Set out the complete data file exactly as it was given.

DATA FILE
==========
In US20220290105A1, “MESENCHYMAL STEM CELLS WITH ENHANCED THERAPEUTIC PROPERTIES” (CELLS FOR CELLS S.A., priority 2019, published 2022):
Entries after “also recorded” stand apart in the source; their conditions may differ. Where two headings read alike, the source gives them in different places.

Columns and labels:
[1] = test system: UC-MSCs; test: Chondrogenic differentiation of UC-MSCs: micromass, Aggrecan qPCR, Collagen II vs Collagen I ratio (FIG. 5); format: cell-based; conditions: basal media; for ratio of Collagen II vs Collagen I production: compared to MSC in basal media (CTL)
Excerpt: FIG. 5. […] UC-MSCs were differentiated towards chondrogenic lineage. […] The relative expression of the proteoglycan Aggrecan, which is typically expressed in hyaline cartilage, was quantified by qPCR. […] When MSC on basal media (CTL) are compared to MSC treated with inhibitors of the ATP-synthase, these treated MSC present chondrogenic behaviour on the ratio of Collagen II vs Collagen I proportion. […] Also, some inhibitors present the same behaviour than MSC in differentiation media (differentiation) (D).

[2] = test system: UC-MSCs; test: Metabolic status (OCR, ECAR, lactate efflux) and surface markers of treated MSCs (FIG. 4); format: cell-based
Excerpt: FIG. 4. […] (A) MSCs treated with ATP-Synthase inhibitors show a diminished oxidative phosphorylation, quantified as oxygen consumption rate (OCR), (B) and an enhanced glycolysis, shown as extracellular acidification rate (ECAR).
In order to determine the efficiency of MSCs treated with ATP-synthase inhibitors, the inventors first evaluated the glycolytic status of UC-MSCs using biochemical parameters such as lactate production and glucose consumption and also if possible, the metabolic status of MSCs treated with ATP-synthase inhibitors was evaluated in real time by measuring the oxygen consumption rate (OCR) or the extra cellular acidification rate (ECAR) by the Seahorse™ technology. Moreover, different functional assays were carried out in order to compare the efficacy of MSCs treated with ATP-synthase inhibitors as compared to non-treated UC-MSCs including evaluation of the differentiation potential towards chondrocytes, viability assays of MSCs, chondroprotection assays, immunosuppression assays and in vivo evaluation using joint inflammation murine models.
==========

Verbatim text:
In US20220290105A1, “MESENCHYMAL STEM CELLS WITH ENHANCED THERAPEUTIC PROPERTIES” (CELLS FOR CELLS S.A., priority 2019, published 2022):
Entries after “also recorded” stand apart in the source; their conditions may differ. Where two headings read alike, the source gives them in different places.

Columns and labels:
[1] = test system: UC-MSCs; test: Chondrogenic differentiation of UC-MSCs: micromass, Aggrecan qPCR, Collagen II vs Collagen I ratio (FIG. 5); format: cell-based; conditions: basal media; for ratio of Collagen II vs Collagen I production: compared to MSC in basal media (CTL)
Excerpt: FIG. 5. […] UC-MSCs were differentiated towards chondrogenic lineage. […] The relative expression of the proteoglycan Aggrecan, which is typically expressed in hyaline cartilage, was quantified by qPCR. […] When MSC on basal media (CTL) are compared to MSC treated with inhibitors of the ATP-synthase, these treated MSC present chondrogenic behaviour on the ratio of Collagen II vs Collagen I proportion. […] Also, some inhibitors present the same behaviour than MSC in differentiation media (differentiation) (D).

[2] = test system: UC-MSCs; test: Metabolic status (OCR, ECAR, lactate efflux) and surface markers of treated MSCs (FIG. 4); format: cell-based
Excerpt: FIG. 4. […] (A) MSCs treated with ATP-Synthase inhibitors show a diminished oxidative phosphorylation, quantified as oxygen consumption rate (OCR), (B) and an enhanced glycolysis, shown as extracellular acidification rate (ECAR).
In order to determine the efficiency of MSCs treated with ATP-synthase inhibitors, the inventors first evaluated the glycolytic status of UC-MSCs using biochemical parameters such as lactate production and glucose consumption and also if possible, the metabolic status of MSCs treated with ATP-synthase inhibitors was evaluated in real time by measuring the oxygen consumption rate (OCR) or the extra cellular acidification rate (ECAR) by the Seahorse™ technology. Moreover, different functional assays were carried out in order to compare the efficacy of MSCs treated with ATP-synthase inhibitors as compared to non-treated UC-MSCs including evaluation of the differentiation potential towards chondrocytes, viability assays of MSCs, chondroprotection assays, immunosuppression assays and in vivo evaluation using joint inflammation murine models.